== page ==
National Center for Public Policy Research press release


For Release: May 22, 2012
Contact:
David Almasi at (202) 543-4110 x11 or (703) 568-4727 or [email protected], or Judy Kent at (703) 759-7476 or [email protected]

 

Merck Executives to be Questioned About Company Lobbying for Unpopular, Unconstitutional ObamaCare Legislation at Annual Shareholder Meeting Tuesday

 

Bridgewater, NJ / Washington, D.C. - The National Center for Public Policy Research plans to question Merck executives over the company's lobbying for the ObamaCare legislation Tuesday, May 22 at the company's annual shareholder meeting.

National Center General Counsel Justin Danhof will ask Merck CEO Kenneth Frazier if his company is still committed to advancing European-style, big-government health care policies despite their sound rejection by the American people.

In light of the possibility that the U.S. Supreme Court will strike down all or a key portion of ObamaCare, Danhof also plans to ask Frazier if his company has put any structure or review in place to ensure that it never again attempts to promote legislation that violates the Constitution of the United States.

Merck is a member of the Pharmaceutical Researchers and Manufacturers of America (PhRMA), a lobbying organization that committed over $150 million to promote the Patient Protection and Affordable Care Act - commonly known as ObamaCare.

At last year's shareholder meeting, National Center President and personal Merck shareholder David Ridenour asked Frazier how much of Merck's money had been spent lobbying for ObamaCare. Frazier refused to answer.

At the 2011 shareholder meeting, Danhof asked Frazier about the reputational risk Merck was suffering as a result of its lobbying for massive legislation held in low regard by the public, and shared the results of a joint National Center/FreedomWorks poll showing negative public attitudes toward corporate lobbying for ObamaCare.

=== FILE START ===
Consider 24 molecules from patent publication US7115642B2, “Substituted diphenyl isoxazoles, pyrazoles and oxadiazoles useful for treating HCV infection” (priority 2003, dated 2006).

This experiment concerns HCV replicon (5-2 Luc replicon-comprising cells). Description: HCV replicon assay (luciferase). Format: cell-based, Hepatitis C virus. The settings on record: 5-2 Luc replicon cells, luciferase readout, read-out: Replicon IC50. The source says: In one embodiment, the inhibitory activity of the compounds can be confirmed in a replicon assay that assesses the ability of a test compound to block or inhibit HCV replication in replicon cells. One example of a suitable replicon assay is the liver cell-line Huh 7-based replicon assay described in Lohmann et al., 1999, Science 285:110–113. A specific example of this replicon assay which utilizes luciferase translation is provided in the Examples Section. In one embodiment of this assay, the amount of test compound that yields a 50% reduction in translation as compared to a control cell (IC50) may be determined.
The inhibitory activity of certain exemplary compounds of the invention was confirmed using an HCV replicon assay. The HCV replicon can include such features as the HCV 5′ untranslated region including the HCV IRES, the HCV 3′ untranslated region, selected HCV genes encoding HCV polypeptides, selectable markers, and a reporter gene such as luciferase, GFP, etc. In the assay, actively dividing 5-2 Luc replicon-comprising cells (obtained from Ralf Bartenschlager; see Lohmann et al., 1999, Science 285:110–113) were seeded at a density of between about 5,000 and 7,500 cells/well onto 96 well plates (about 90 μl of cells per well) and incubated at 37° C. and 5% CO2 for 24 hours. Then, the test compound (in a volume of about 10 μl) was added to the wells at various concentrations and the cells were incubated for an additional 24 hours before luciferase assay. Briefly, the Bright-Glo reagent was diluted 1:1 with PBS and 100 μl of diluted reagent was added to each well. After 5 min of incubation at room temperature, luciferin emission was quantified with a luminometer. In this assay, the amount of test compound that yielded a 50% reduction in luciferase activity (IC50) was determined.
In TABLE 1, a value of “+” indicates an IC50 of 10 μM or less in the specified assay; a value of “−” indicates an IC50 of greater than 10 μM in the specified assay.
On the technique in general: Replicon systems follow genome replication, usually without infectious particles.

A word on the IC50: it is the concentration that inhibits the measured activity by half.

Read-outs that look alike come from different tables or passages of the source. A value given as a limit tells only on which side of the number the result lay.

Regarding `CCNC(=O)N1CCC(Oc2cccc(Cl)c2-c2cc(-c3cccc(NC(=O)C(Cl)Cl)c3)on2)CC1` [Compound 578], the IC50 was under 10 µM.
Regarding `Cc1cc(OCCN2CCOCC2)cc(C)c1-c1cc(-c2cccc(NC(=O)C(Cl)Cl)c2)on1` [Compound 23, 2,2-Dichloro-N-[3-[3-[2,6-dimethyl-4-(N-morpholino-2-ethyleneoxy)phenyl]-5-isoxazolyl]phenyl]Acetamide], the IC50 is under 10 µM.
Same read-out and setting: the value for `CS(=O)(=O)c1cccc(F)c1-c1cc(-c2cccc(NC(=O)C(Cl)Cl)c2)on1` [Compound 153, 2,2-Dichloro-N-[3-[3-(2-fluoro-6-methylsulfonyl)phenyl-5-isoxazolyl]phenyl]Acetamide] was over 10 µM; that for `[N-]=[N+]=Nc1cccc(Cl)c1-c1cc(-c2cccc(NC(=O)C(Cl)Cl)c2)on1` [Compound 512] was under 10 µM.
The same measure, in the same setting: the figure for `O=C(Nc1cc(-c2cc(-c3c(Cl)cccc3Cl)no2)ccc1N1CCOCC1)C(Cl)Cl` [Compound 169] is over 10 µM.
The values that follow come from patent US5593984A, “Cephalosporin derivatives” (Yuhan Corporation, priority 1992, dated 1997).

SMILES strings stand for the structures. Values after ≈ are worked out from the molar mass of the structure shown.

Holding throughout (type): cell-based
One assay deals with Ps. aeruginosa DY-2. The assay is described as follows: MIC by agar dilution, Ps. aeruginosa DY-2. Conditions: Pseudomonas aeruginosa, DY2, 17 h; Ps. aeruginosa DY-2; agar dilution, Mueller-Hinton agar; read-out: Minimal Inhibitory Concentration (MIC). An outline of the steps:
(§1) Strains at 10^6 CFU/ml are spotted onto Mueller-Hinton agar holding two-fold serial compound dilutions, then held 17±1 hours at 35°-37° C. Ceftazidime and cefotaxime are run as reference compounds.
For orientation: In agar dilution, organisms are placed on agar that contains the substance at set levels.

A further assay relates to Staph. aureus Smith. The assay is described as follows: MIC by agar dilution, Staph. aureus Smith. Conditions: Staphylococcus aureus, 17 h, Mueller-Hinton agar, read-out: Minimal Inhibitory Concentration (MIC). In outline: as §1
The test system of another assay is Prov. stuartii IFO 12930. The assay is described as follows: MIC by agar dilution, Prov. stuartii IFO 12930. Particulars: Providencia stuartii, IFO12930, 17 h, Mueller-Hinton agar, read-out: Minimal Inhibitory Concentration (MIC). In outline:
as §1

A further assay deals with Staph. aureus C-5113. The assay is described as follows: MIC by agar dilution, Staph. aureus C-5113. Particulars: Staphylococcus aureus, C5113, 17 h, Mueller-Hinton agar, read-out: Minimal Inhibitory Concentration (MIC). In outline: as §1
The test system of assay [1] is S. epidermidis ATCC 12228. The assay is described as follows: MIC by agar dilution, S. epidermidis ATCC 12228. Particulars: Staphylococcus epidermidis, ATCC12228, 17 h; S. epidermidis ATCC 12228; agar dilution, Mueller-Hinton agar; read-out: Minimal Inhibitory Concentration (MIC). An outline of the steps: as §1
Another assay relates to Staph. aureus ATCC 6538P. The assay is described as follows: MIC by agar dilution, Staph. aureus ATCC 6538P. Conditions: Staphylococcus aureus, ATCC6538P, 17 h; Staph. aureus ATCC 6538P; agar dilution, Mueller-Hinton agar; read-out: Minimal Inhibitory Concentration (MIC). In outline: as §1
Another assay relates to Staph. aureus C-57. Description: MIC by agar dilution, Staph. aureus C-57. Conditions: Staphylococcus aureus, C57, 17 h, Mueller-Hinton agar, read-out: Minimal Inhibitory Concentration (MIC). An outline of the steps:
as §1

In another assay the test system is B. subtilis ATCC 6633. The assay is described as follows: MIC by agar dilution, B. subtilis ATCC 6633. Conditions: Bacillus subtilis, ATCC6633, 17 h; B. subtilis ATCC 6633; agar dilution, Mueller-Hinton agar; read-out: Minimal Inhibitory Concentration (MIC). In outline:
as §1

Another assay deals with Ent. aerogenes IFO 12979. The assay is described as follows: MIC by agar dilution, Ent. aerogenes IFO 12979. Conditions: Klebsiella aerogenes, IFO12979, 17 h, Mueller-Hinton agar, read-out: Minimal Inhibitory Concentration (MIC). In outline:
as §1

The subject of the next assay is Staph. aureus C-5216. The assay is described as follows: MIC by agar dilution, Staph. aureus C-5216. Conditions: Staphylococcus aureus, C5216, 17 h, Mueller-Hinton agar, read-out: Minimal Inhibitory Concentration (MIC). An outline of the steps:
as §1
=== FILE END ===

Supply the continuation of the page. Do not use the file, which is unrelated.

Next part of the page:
Frazier ducked Danhof's question by sharing an anecdote about Democrats objecting to Merck's support of the Republican leadership's expansion of Medicare Part D, the "prescription drug benefit" bill, in 2003. Conservative organizations ardently opposed that expansion.

Frazier apparently intended his answer to demonstrate Merck's nonpartisanship, but he provided a reminder that Merck lobbied for big government even before ObamaCare was introduced.

Merck's stance on Obama's signature health care law may harm the company's reputation and its bottom line. A recent Rasmussen Report poll shows that 54 percent of likely voters favor repeal of the entire law. And two-thirds of Americans oppose ObamaCare's cornerstone - the individual mandate.

The National Center For Public Policy Research is a Merck stockholder.

The National Center For Public Policy Research is a conservative, free-market, non-profit think-tank established in 1982. It is supported by the voluntary gifts of over 100,000 individual recent supporters, receiving approximately two percent of its revenue from corporate sources. Contributions to it are tax-deductible.

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